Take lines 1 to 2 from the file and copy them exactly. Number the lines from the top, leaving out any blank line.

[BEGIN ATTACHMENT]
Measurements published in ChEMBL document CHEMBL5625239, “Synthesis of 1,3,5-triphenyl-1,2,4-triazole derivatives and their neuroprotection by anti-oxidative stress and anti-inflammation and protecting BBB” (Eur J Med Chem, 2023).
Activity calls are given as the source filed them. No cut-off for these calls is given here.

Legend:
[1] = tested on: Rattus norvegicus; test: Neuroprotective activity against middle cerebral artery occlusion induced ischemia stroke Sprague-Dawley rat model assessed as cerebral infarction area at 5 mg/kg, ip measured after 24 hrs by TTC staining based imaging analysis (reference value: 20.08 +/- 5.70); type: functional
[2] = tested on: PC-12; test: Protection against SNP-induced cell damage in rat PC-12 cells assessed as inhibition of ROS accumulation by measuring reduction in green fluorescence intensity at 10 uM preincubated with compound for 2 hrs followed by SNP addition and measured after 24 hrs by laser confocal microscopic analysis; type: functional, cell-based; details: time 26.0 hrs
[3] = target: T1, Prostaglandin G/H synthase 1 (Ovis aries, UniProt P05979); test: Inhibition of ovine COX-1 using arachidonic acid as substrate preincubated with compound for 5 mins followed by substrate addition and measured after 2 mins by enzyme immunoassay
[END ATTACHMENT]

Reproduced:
Measurements published in ChEMBL document CHEMBL5625239, “Synthesis of 1,3,5-triphenyl-1,2,4-triazole derivatives and their neuroprotection by anti-oxidative stress and anti-inflammation and protecting BBB” (Eur J Med Chem, 2023).
Activity calls are given as the source filed them. No cut-off for these calls is given here.